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Health Promotion Activity and Outcomes in the Community

  • Tanji Hoshi
  • Kumiko Fukumoto
  • Naoko Nakayama
  • Chika Takagi

Abstract

Alongside socioeconomic development and human empowerment, the Japanese disease pattern has been changed to the lifestyle-related diseases from infectious disease. Japanese life expectancy has progressed from the lowest to the highest among industrialized countries. To make Japan in the twenty-first century a healthy society equipped to enable all people to live a healthier and happier life, in response to these emerging health issues the Japanese Government has proposed a program for National Health Promotion in the twenty-first Century (“Healthy Japan 21”), which contains objectives to be achieved by the year 2010. The purpose of this chapter is to make clear the effectiveness and the relevant factors of Health Promotion programs for the people in the town of Soyo, Kumamoto Prefecture. The main quantitative effects were a decrease the in premature death rate, from 22.1% in 1988 to 15.6% in 1998, and an increase in subjective health from 48.0 to 71.5%. Health Promotion factors arising from this study include that people should be given greater opportunity to participate actively in the design of health care services and the process of their planning system, and practitioners and policy makers should continue the search for community-based programs that improve the quality of life for the elderly in Japan.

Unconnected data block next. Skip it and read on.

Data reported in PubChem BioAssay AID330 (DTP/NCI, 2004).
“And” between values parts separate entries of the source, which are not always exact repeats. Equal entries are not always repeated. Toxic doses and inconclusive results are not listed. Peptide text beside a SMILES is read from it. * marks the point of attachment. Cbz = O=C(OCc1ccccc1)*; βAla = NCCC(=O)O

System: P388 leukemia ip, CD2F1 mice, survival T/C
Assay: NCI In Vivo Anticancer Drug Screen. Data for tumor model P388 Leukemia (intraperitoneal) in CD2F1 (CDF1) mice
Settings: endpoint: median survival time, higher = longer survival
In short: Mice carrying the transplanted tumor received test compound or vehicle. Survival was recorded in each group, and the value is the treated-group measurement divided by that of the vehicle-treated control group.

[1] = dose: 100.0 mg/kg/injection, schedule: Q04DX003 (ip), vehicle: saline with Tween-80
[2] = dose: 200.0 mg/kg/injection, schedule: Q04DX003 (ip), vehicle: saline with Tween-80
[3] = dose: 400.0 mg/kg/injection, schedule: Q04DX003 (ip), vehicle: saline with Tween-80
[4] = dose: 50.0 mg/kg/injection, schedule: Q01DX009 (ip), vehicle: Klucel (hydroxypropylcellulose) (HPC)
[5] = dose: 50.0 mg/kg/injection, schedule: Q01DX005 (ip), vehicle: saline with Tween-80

Keywords

Life Satisfaction Health Promotion Program Life Model Promotional Factor Kumamoto Prefecture 
These keywords were added by machine and not by the authors. This process is experimental and the keywords may be updated as the learning algorithm improves.

Notes

Acknowledgments

This study has been supported by grants from the Ministry of Health and Welfare and Labor of Japan, and Tokyo Metropolitan University.

References

  1. 1.
    Ministry of Health and Welfare of Japan (2000) Healthy Japan 21Google Scholar
  2. 2.
    Hoshi T (2005) Healthy Japan 21 objectives and strategies. New challenges of Health Promotion Activities in Korea. Korean Society for Health Education and Promotion, pp 57–88Google Scholar
  3. 3.
    Hoshi T (2005) Japanese case of community partnership for healthy city projects. New challenges of Health Promotion Activities in Korea. Korean Society for Health Education and Promotion, pp 199–230Google Scholar

Copyright information

© Springer 2011

Authors and Affiliations

  • Tanji Hoshi
    • 1
  • Kumiko Fukumoto
    • 2
    • 3
  • Naoko Nakayama
    • 1
  • Chika Takagi
    • 1
  1. 1.Tokyo Metropolitan UniversityHachiojiJapan
  2. 2.Kyushu University of Nursing and Social WelfareTamanaJapan
  3. 3.Gao yan: Zhejang Gongshang UniversityHangzhouChina

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